Adjusting the corporate mindset

Estimated 4 minute read · Wednesday, 11 May 2016

Just because it's always been done that way, doesn't mean it can't be changed.

Personally there is nothing I can do about the way corporate work. There are a lot of people involved and possibly a plethora of reasons for why they do things the way they do - that I can't see right now.

It doesn't mean that I have to always agree with every decision that is made. Just because it's always been done that way, doesn't mean it can't be changed. Right?

I know people working at corporate are doing the best that they can and that things can get pretty messy when a lot of people are involved. Some things end up cumbersome and bloated or go completely overlooked. Here's what I would focus on to make a happier space for developers.

Solid onboarding process

When a developer starts at a corporate, they are going to be overwhelmed. This is guaranteed. It doesn't matter how many years experience they have, they need to learn everything about the business, products and the people from the ground up. This takes a lot of time.

We shouldn't just throw people into the deep end with everything. "Bend a tree while it is still growing."

  • Give them a solid welcome pack with important HR and company familiarity documents. It should act like a map with a "you are here" in this business.

  • Access cards, user accounts and all technical requirements need to be available on the start date. Someone joining a company is eager and excited. Idle time is going to be frustrating.

  • Orientation needs to be ongoing for a few months. One day is too overwhelming in large companies and not everyone is going to retain all that knowledge that is crammed into their minds.

  • Assign a mentor for the next year so they have a dedicated person to guide and help them along.

  • Don't assign them to a team straight away. Sure you may desperately need professionals in some teams but this is only going to slow down the delivery and cause unnecessary frustrations within a team.

  • Instead let them join a team of their choice and pair on bite-sized chunks of work. Perhaps they could be rotated every sprint up to about four sprints. This should be less invasive and give them more exposure to teams, products, people and technology. By pairing, they don't have the pressures of setting up their environments fully but as they have their machines they can start exploring codebases and read up where they can.

  • After the rotation period is up, let the person choose from a list of priority teams - teams who need developers. Let the team have an informal interview with the candidate to identify a possible fit. Forced placements don't encourage a sense of autonomy within the team and if the person doesn't fit well in the team, everyone is left discouraged.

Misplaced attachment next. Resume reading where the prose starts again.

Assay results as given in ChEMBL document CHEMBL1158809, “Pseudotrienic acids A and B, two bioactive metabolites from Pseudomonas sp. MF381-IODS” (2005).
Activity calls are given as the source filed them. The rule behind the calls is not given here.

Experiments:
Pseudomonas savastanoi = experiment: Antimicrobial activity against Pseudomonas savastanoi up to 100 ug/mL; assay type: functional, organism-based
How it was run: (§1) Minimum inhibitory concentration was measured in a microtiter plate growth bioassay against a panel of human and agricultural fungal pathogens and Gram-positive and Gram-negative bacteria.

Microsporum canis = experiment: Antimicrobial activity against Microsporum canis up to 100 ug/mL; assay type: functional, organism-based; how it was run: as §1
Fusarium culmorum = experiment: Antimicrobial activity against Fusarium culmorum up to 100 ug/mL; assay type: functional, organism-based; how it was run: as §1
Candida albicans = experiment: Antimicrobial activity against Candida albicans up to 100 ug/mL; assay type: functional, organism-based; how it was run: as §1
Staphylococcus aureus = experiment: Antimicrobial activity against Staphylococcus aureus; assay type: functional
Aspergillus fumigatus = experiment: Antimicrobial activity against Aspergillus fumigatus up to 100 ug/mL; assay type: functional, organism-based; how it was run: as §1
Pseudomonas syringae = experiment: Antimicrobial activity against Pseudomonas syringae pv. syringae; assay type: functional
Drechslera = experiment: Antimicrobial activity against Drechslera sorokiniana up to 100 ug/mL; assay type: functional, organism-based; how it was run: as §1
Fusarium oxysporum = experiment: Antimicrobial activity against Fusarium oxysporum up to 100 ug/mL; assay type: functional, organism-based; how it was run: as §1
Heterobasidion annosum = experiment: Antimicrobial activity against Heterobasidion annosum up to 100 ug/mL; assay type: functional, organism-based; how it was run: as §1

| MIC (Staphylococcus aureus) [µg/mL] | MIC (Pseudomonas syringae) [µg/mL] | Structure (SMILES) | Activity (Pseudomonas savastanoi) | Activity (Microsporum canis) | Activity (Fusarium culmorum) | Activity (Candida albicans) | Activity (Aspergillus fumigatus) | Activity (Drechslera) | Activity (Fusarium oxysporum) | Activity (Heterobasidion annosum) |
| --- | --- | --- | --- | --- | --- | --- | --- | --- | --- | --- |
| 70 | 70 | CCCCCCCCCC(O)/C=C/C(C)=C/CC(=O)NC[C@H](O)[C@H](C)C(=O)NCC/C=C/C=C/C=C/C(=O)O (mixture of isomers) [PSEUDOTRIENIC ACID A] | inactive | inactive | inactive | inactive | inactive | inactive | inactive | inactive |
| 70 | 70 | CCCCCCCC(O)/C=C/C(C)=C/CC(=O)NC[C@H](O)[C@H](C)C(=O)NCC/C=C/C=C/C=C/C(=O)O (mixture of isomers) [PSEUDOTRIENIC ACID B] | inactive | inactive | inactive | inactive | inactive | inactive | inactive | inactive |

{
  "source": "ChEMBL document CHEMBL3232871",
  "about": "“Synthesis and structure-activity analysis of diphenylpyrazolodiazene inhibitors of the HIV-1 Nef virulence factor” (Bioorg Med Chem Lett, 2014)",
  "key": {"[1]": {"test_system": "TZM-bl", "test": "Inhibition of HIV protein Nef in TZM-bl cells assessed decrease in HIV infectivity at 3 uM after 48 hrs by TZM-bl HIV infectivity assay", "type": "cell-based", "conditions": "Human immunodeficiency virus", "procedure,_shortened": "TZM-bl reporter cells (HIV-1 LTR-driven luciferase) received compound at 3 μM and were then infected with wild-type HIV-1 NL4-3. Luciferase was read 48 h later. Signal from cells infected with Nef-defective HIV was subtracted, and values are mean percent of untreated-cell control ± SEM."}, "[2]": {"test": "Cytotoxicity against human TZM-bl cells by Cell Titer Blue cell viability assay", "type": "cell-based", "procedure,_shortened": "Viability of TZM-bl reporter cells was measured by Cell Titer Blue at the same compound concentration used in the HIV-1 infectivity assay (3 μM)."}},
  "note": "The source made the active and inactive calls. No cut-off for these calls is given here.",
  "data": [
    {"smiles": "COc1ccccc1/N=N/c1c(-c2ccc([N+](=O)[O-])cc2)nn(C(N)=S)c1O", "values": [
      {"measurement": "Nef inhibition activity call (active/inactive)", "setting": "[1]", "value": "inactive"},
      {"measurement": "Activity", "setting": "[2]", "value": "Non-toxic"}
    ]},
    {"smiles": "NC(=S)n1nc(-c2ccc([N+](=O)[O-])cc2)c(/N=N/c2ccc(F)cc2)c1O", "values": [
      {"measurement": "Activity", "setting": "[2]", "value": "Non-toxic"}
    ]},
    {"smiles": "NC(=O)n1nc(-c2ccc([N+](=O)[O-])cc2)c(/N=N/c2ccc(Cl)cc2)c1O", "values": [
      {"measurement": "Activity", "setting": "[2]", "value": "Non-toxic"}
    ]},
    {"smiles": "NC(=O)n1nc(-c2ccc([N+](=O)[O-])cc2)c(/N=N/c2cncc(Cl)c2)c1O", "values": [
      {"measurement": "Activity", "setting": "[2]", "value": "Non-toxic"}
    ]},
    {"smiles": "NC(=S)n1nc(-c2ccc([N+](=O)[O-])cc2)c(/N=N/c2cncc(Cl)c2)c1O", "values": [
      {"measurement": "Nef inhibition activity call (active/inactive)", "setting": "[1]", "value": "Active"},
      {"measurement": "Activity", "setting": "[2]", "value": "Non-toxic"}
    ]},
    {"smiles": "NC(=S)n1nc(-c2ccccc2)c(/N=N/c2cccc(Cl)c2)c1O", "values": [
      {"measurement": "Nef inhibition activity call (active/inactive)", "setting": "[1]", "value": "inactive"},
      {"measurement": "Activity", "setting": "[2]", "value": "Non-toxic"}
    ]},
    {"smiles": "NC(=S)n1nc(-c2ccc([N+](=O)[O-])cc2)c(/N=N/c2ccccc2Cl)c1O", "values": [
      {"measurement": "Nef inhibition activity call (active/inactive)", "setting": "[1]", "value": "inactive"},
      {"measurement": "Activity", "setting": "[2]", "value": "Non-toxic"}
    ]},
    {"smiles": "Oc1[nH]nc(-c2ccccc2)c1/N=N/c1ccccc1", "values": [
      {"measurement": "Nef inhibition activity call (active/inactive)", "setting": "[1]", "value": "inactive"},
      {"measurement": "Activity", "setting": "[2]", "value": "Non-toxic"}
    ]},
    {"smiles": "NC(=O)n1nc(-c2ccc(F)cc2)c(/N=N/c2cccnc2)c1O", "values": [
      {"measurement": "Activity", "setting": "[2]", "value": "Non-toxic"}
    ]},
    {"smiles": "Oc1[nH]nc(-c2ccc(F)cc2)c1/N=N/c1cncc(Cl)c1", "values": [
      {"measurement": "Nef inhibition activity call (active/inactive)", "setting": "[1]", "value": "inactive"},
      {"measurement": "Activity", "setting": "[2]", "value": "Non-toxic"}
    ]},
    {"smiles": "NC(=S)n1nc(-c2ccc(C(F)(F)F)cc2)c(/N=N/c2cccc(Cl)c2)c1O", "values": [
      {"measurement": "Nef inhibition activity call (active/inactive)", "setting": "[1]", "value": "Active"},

Focus on staff retention

The customer is very important but without your staff there will be no customer. I would get my managers to focus on keeping their staff happy while the staff can focus on keeping the customers happy.

If someone is frustrated in a team and it cannot be resolved, perhaps they are not suited for the team. If the person needs to be relocated, I'd have a conversation with the team to find out who they think will be better suited for their team.

Adjust the pay scale

Market-related salaries pay the person what other companies are willing to pay. What is the person worth to the company? If creative minds are constantly worried about money, quality will suffer and the person will eventually leave the company.

I don't think slapping everyone with fat salaries is the answer but people need to be happy with what they are earning so that they don't look for opportunities elsewhere.

Adjust KPIs

If the pay scale is right money is not an issue. Bonuses are great but if they are driving poor decisions or cannot be met then why do we offer a reward? Value is more important and how it is measured is up to the division and role I guess. Isn't it better to receive a bonus based on the value you add to the company within your role?

Money aside, people want to grow in their craft. Perhaps offering a reward to go to popular conferences local and abroad to upskill and network could be an incentive. Arranging a workshop with "developer celebrities" could be another.

Encourage autonomy

Not only should it be encouraged but allow it to be practiced. Managers can provide guidance and business direction but the product teams as a whole should be able to make decisions. They need to talk to the right people and teams so that everything aligns to the bigger picture.

By have autonomous teams, management can focus on managing and alleviates decision making bottlenecks that can be faced.

My final thoughts

Maybe this will all result in failure. Who knows? I've only been at a corporate for two years now and perhaps I am being ambitious or over-looking something. I do feel that there is a mindset from very high up in the corporate chain that needs to be aligned with the advances in the technology space. Whatever that adjustment is, I can still speculate.

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